Types of entrepeneurs
I have noticed three main recurrent archetypes in entrepreneurs: artisans, business people, and politicians. These, I think, are core motivations or predispositions that drive entrepreneurs to start new companies.
Artisans can singularly materialize ideas. They take pride in their work, pleasure in practice, and enjoy the process of increasing abilities over time. Their goal can be building something others can’t, building something simpler than others, or something more fun or beautiful. The artisan attends to details and respects the creative process.
Business people want power, principally in the form of money, but often they also wish for fame. They look for opportunities in others’ margins or for products where they can charge luxury margins. The biggest strength is a deep understanding of what people want to use and pay.
Politicians want to change the world. They want a group of people (which can include the entire human race) to relate to each other or to the world around them in a different and better way. They recognize that business is an excellent way for the creative and independent-minded to make a dent in the world.
No one is just one of these archetypes. Entrepreneurs tend to have different combinations of the three. To illustrate this idea, below I speculate on the archetype configurations of three famous entrepreneurs:
One of the reasons these three guys are legendary is that they are the best in the world in one of these archetypes and top 99% on the other two.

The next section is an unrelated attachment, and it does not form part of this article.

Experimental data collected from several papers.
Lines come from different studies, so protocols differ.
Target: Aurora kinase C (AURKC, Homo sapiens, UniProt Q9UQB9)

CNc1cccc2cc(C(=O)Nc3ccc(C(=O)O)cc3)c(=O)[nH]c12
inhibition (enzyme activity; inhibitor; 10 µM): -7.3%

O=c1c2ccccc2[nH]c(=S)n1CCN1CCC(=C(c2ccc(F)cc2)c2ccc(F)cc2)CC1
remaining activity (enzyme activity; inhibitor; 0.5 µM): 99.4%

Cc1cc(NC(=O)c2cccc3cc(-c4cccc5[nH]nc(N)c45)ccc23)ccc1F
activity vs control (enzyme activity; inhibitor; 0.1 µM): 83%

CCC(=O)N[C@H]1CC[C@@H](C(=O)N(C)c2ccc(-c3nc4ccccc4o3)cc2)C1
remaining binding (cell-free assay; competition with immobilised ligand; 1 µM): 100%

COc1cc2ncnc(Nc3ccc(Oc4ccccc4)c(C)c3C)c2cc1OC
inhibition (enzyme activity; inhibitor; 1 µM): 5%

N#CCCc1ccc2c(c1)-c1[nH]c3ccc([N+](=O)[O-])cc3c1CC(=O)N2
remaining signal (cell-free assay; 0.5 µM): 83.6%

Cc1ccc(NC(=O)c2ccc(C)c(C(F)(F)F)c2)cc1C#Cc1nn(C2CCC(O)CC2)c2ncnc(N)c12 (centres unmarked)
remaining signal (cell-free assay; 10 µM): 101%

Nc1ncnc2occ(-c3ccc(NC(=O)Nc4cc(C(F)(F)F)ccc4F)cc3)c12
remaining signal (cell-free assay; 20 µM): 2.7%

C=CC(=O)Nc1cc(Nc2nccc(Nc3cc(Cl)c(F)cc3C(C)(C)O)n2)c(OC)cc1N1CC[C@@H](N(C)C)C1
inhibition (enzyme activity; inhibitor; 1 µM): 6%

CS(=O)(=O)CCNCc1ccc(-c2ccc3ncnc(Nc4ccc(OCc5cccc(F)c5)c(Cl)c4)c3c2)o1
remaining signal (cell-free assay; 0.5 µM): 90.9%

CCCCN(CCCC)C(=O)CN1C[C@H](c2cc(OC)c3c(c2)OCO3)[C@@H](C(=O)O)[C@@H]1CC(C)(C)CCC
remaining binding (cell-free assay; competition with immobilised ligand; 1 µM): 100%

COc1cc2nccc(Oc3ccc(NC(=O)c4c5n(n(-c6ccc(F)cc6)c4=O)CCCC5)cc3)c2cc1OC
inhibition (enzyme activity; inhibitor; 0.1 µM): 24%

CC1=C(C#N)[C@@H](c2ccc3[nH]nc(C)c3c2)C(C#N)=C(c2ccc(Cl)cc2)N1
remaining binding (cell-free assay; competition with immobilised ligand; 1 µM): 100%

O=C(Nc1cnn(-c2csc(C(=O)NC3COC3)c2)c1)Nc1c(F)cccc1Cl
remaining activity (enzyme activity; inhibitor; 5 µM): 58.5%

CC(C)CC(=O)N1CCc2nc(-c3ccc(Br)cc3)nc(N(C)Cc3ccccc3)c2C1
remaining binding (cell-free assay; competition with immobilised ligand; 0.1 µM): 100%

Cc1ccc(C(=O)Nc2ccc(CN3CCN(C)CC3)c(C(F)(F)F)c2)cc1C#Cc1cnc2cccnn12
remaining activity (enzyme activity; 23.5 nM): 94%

They did not start this way; people change and learn. As a result, these archetypes are not static: each person may start more heavily weighted on one dimension and change over time.
Still, what type of value entrepreneurs create will be influenced by their archetypes: some will bring better products, others cheaper products, and others novel products that change how we interact with each other and the world around us.
It is also interesting to think about how different startup advice matches different archetypes: I think “build something people want” aims at helping artisans become more business minded. the “MVP” philosophy is aimed at helping business people think about the iterative nature of a craft. “Move fast and break things” is meant to help artisans think more like politicians; to show how the world can be changed (hopefully for the better) if you put enough energy behind your efforts.
I personally find these archetypes useful in understanding my evolving motivations and understanding other entrepreneurs’ motivations. They serve as a useful mental model to use, at least for me (hopefully for you too?), when thinking about entrepreneurs.